Xie Yu
Xie Yu
Hong Kong
Chief China Finance Reporter, Business
Xie Yu worked at the Post from 2015 until 2019. She was the chief China finance reporter, covering the economy and development of financial markets.

The Hang Seng Index hit a one-month low at the close on Friday, ending the day at 25,821. Utilities, local property developers and financial services providers proved to be the biggest drag on the benchmark.


Rebounding MTR shares, mainland Chinese health care and consumer stocks, as well as the Macau casinos lifted the Hang Seng Index into positive territory at the close on Thursday. The benchmark closed 0.3 per cent higher at 26,220.3.

The Hong Kong protests as well as disappointing US manufacturing data weighed on the city’s stock market, which was closed on Tuesday for the National Day holiday.

Retailers, financial services providers and utilities were among the biggest losers, while Macau casinos and mainland Chinese telecom services providers were among the biggest gainers. Hong Kong property developers, meanwhile, managed to close above water

The Hong Kong market closed higher on Monday, boosted by heavyweights in telecom and energy, while fears about the US delisting Chinese companies weighed on sentiment in mainland China, where the Shanghai Composite fell to a monthly low, wiping out all its September gains.

Budweiser Brewing Company APAC rises more than 4 per cent on its trading debut. The company’s CEO, Jan Craps, said Budweiser was very optimistic about the bright future of Hong Kong “as one of the most important financial centres in Asia”.

Risk-off sentiment prevailed in the Hong Kong and mainland China stock markets on Wednesday, following news overnight of an impeachment inquiry against US President Donald Trump, leading to the Hang Seng’s biggest daily decline in a month.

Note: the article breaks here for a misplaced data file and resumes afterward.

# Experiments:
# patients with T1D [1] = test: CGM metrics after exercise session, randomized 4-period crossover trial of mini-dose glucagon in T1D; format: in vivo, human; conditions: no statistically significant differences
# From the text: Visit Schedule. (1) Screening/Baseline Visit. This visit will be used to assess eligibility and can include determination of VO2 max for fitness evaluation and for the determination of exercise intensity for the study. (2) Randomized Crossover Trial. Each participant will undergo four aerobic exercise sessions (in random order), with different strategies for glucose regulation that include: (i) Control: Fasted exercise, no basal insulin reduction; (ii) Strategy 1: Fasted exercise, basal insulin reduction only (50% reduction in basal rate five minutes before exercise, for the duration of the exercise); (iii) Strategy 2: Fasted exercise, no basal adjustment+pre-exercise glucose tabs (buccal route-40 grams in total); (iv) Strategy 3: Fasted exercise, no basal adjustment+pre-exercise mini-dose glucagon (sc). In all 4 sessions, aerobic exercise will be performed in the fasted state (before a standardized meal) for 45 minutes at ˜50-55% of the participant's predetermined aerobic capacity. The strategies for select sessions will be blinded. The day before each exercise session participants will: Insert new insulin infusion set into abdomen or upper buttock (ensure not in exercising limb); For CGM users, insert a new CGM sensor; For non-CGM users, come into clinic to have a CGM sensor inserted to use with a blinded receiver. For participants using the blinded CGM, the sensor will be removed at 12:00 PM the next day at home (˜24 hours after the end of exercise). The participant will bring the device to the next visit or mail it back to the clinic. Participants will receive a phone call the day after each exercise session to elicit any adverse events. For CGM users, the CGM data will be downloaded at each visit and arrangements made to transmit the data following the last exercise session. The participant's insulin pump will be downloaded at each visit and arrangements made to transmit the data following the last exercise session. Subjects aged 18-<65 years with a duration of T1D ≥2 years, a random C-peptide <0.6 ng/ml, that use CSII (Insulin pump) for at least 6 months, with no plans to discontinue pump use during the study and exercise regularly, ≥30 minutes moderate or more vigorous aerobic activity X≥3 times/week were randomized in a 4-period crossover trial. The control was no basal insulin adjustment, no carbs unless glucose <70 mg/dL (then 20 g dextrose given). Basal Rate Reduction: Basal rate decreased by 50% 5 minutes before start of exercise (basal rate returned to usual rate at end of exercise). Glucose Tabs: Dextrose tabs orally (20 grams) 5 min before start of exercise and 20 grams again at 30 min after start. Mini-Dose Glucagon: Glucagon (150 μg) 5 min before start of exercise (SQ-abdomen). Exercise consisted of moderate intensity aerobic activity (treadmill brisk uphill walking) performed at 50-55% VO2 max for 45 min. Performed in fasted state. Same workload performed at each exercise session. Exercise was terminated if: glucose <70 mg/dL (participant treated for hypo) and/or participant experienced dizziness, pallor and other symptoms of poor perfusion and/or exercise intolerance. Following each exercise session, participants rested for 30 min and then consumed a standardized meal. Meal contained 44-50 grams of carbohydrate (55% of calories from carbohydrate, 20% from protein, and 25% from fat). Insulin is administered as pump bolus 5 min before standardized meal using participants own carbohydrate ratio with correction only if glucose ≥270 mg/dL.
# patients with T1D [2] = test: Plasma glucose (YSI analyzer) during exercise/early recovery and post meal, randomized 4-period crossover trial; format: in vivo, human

The Hang Seng Index closed 1.28 per cent lower at 25,945.35, while telecoms, electronics and equipment makers led declines on mainland Chinese indices.  

The move was the result of a January dialogue in Beijing between Premier Li Keqiang and representatives of the country’s private enterprises, who gave their feedback on what ailed China’s economy.

Struggling brokers are finding they can no longer rely on their traditional rescuers – mainland Chinese buyers willing to pay a healthy premium to get a foothold in the local market.

Hong Kong’s unique location, regulatory framework and openness make it irreplaceable for foreign investors looking to tap the Chinese onshore market, analysts say.

Beijing’s recent decision to remove quotas on the QFII and RQFII schemes carries only symbolic significance as the programmes are quickly becoming obsolete, say analysts.

Brokerage CLSA has renewed its office lease at Hong Kong conglomerate Swire Properties’ flagship property. The Financial Times reported on Wednesday the firm had been under pressure to quit the premises by its mainland Chinese state-owned parent, Citic Securities.

Massive trading suspension cannot happen again as global investors have a higher exposure to A shares, says Jessie Pak, managing director for Asia at FTSE Russell.

State support for the Chinese banks will vary as the authorities try to share some of the losses with large creditors, say analysts at Moody’s and Fitch.

The olive branch extended by city leader Carrie Lam fell far short of protesters’ demands. Violence broke out again at an MTR subway station, weighing on investor sentiment.

Luxury retailers, property heavyweights and MTR were among big winners, after seeing their shares hammered as the protests that started June 9 steered away shoppers and mainland tourists.

The Hang Seng Index may break through 25,000 or even 24,000 in coming months, said Kenny Wen, wealth management strategist at Everbright Sun Hung Kai. It would enter a bear market if it drops to 24,125.992.

MTR – the owner and operator of the city’s subway system – fell 3.1 per cent, after vandalism by protesters forced it to shut down the Tung Chung line on Sunday. Shares are down 21 per cent since July 18.